Check out the articles on this page to increase your outdoor skills and knowledge. You can find many different hiking tips here. Have you ever been in a lightning storm or lost in the wilderness with limited ideas of what to do? Maybe you’re wondering what you should bring on your next camping trip – check out The Colorado Hiker’s gear checklists, gear reviews, and backcountry recipes.
Wilderness Safety Information
- General Wilderness Safety
- Identifying Poison Ivy
- Handling Being Lost
- Lightning Safety Tips
- Hiking Safety Tips
- Camping Safety Tips
Hiking Tips & Backpacking Information
- Basic Gear Checklists
- Minimum Impact Camping & Backpacking
- Reading Colorado’s Terrain
- Hiking Ethics
- Camp Recipes
THE DIFFERENCE BETWEEN A GREAT HIKE OR A TRIP TO THE HOSPITAL IS UP TO YOU!
Hiking and backpacking are all about planning and preparation – self-reliance and good choices are crucial. Don’t hike alone is probably one of the best hiking tips. Know what your destination will be and how to get there. Know where water is available. Get the weather forecast. Don’t overestimate your capabilities. Hike intelligently. You are responsible for your own safety as well as that of everyone in your party. Stay on the trail and never shortcut switchbacks.
Be Kind to Yourself
KNOW YOUR ABILITIES; CHOOSE AN APPROPRIATE HIKE.
Be conservative in planning your hike! If you have asthma, diabetes, a heart condition, knee or back problems, or any other health or medical issue, limit your exertion and exposure. Stay within your training, physical limitations, and abilities.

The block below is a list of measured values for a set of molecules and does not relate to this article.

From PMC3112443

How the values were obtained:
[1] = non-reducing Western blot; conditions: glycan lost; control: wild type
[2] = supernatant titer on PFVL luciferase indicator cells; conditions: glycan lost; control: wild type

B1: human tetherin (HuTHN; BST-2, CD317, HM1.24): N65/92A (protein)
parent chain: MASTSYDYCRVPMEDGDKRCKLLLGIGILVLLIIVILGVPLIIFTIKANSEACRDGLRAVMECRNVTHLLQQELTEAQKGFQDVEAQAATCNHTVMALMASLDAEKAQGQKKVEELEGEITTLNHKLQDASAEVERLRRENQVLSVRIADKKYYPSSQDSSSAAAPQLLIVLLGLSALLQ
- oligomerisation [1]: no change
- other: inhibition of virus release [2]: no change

Carry Less (But Always Bring the Essentials)
THE LESS YOU CARRY, THE MORE ENJOYABLE THE HIKE.
Travel as light as possible. The heaviest items in your pack should be food and water. Use hiking sticks to take stress off your legs. Wear well-fitting and broken-in hiking boots. Bring a small lightweight flashlight and a change of batteries and bulb. Wear sunscreen, sunglasses, and a hat. Bring a map, compass, signal mirror or whistle, first aid kit, and water purification tablets. Keep in mind that all trash (including biodegradable) needs to be carried out.
TAKE A TEN MINUTE BREAK AT LEAST ONCE EVERY HOUR.
A break of ten minutes helps remove the metabolic waste products that build up in your legs while hiking. Take a break at least every hour. Sit down and prop your legs up. Eat some food, drink some fluids, and take this time to enjoy and appreciate the view. These efficient breaks can recharge your batteries. In the long run, breaks will not slow you down.
DRINK FREQUENTLY AND EAT OFTEN.
Eat and drink more than you normally do. Eat before, during, and after your hike. Eat before you are hungry. Drink before you are thirsty. No matter what the temperature, you need water and energy to keep going. For every hour hiking in the canyon, you should drink ½ to 1 quart (liter) of water or sports drink.
Your best defense against illness and exhaustion is to eat a healthy breakfast, a full lunch, a snack every time you take a drink, and a rewarding full dinner at the end of the day. This is not a time to diet.